There was a report in the media recently about an approach used in German schools to help manage the behaviour of children with ADHD.
ADHD or Attention Deficit Hyperactivity Disorder is the term used for children who have difficulty concentrating, who demonstrate impulsive and sometimes uncontrollable behaviour, who are intensely and perhaps inappropriately over active and unable to be still and focus in the way their peers would.
You can find further reading about it here.
These behaviours can be difficult to manage either by the child themselves, or by parents and teachers who require their focus and attention or for them to behave in a way that is less disruptive to others around them.
As you can imagine in the formal situation of a classroom it can be a challenge for all if the ADHD is particularly severe. It has an impact on the child themselves and everyone else and can inhibit the focus and learning potential of all concerned.
In attempts to help these children manage their own behaviour, as is claimed, some schools in Germany have adopted the use of Sand Vests.
These are jackets with compartments integrated into them weighted with sand for the child with ADHD to wear. It has been claimed that the close and weighty feel of them is soothing to the child, even representing being held by an adult giving a hug perhaps, and apparently has a steadying effect on their behaviour.
It is intended that children wear them from choice only, and they are not a ‘punishment’ for their behaviour. Rather; an aid to managing it.
However, many people have concerns. There are no studies to show how the wearing of them may have a long term effect on a child, either physically or psychologically. And the practice of using them must inevitably vary between class, classroom and teachers. How much ‘choice’ a child has, who is powerless against the demands of a teacher anyway, must vary considerably. And whether a stigma develops from wearing the jacket remains to be seen. For although it’s been said that many kids are ‘keen’ to wear it, whether they have recognised ADHD or not, there is inevitably a novelty factor which could ultimately wane.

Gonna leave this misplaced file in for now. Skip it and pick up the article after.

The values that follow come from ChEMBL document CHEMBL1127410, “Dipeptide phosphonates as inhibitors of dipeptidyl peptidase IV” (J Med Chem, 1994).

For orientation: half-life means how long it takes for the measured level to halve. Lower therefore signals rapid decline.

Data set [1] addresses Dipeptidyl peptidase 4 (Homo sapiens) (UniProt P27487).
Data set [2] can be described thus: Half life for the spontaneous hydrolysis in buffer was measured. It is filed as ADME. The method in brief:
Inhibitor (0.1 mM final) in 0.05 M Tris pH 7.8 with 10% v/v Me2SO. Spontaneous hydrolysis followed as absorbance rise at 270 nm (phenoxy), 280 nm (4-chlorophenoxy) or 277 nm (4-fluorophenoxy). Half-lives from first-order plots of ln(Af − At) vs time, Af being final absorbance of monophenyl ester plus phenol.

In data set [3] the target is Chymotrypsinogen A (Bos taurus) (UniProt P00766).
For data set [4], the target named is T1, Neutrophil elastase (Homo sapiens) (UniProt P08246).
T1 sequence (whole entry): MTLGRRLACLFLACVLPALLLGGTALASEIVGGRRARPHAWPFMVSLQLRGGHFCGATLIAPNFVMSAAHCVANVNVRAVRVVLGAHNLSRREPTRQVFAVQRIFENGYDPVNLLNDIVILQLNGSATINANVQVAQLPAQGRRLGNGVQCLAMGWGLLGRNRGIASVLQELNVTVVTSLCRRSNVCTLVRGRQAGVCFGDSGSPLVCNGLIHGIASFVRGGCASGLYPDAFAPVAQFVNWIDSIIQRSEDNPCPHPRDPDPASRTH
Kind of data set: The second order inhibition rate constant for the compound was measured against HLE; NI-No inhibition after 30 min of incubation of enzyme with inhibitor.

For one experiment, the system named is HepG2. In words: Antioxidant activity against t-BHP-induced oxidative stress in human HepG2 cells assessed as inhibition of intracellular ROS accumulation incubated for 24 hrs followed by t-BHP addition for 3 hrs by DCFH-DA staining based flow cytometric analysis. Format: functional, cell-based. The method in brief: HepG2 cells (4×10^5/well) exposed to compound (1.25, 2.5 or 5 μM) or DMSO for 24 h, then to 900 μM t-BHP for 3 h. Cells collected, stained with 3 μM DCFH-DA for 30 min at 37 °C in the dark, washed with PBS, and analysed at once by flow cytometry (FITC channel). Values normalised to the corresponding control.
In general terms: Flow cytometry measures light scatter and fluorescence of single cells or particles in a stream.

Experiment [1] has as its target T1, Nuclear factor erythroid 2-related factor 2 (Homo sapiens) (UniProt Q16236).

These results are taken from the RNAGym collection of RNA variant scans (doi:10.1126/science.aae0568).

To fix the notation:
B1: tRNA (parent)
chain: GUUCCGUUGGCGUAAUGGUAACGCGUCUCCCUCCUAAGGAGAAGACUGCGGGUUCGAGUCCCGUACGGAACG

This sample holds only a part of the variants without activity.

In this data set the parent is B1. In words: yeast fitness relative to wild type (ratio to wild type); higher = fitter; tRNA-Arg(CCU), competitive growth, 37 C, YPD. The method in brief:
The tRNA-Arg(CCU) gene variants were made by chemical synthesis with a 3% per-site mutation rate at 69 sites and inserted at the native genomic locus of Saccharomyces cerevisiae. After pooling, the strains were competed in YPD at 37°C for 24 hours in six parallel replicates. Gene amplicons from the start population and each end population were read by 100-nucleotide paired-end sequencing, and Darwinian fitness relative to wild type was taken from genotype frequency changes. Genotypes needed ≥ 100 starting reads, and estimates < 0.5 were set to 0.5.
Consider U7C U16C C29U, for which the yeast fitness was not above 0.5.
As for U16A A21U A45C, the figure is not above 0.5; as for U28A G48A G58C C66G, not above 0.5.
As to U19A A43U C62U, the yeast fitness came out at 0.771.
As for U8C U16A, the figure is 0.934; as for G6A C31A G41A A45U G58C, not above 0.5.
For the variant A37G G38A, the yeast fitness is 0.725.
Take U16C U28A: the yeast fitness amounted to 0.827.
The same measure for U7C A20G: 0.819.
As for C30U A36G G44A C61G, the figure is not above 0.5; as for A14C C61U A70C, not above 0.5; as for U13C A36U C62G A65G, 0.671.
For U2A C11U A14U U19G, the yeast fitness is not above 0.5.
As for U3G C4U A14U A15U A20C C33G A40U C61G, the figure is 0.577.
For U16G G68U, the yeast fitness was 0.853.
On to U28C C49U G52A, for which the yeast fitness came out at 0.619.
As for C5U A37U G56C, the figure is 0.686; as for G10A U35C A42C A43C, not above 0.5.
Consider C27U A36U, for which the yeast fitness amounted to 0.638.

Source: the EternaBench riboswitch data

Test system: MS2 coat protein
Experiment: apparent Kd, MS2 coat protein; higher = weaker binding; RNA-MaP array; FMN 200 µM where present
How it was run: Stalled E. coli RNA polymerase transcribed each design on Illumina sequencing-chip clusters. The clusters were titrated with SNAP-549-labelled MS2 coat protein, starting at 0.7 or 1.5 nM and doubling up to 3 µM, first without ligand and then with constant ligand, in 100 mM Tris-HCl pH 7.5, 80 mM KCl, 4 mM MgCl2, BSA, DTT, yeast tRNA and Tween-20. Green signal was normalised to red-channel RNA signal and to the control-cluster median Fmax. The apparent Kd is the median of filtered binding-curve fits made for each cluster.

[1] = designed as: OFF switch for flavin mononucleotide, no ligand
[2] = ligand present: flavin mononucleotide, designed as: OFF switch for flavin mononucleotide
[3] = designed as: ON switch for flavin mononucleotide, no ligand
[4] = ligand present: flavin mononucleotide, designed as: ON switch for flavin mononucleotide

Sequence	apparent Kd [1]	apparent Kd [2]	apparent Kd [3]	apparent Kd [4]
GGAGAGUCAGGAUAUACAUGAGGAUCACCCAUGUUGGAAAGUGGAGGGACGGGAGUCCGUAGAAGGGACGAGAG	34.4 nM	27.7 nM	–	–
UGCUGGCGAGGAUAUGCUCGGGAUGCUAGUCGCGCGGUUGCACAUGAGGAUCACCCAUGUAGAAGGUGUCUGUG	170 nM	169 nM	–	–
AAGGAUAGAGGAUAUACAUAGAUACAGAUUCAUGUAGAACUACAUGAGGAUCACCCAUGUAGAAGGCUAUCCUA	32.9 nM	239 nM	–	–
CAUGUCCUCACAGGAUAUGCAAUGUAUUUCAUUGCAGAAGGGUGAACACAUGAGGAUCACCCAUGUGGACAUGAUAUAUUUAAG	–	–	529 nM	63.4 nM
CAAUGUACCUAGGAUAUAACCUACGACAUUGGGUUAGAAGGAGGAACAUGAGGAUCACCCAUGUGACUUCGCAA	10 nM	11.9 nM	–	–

Another concern is the fact that the jackets are treating the symptoms and not helping the cause of these behaviours, which could be the stress of the class environment and learning approaches in many instances and not something necessarily inherent in the child.
There have been a number of parents who have chosen to home educate (also known as homeschooling) because their child becomes upset, unsettled and flares up in a class setting into distressing behaviours such as those attributed to ADHD. Yet when taken out of the classroom, and with varied and less formal approaches to their learning, the parents find that the symptoms of hyperactivity, inability to focus and general distress noticeably diminish.
So perhaps a better remedy would be to examine the learning climate more closely and ask whether it needs to change to better suit the needs of all children, rather than forcing them into a situation that neglects some needs and using such methods to make them fit.